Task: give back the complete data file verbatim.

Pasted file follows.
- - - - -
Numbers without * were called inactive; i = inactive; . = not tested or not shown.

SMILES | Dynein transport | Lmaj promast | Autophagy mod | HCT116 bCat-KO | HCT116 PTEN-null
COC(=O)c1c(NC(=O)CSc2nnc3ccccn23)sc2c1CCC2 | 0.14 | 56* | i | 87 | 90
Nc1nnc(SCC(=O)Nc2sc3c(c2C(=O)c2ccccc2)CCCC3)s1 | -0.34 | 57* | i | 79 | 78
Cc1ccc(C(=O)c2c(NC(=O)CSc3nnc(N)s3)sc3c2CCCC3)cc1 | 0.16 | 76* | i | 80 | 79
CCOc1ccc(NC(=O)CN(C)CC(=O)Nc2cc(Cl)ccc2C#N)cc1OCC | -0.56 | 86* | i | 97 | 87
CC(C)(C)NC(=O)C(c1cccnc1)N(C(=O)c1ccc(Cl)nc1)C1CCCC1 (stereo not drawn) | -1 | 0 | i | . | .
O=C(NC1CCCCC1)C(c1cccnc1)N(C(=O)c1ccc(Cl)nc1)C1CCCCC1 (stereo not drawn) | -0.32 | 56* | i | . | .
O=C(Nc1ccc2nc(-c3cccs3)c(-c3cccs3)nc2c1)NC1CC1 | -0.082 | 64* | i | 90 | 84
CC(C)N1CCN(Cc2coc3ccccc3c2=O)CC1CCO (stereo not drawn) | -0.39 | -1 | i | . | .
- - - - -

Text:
Numbers without * were called inactive; i = inactive; . = not tested or not shown.

SMILES | Dynein transport | Lmaj promast | Autophagy mod | HCT116 bCat-KO | HCT116 PTEN-null
COC(=O)c1c(NC(=O)CSc2nnc3ccccn23)sc2c1CCC2 | 0.14 | 56* | i | 87 | 90
Nc1nnc(SCC(=O)Nc2sc3c(c2C(=O)c2ccccc2)CCCC3)s1 | -0.34 | 57* | i | 79 | 78
Cc1ccc(C(=O)c2c(NC(=O)CSc3nnc(N)s3)sc3c2CCCC3)cc1 | 0.16 | 76* | i | 80 | 79
CCOc1ccc(NC(=O)CN(C)CC(=O)Nc2cc(Cl)ccc2C#N)cc1OCC | -0.56 | 86* | i | 97 | 87
CC(C)(C)NC(=O)C(c1cccnc1)N(C(=O)c1ccc(Cl)nc1)C1CCCC1 (stereo not drawn) | -1 | 0 | i | . | .
O=C(NC1CCCCC1)C(c1cccnc1)N(C(=O)c1ccc(Cl)nc1)C1CCCCC1 (stereo not drawn) | -0.32 | 56* | i | . | .
O=C(Nc1ccc2nc(-c3cccs3)c(-c3cccs3)nc2c1)NC1CC1 | -0.082 | 64* | i | 90 | 84
CC(C)N1CCN(Cc2coc3ccccc3c2=O)CC1CCO (stereo not drawn) | -0.39 | -1 | i | . | .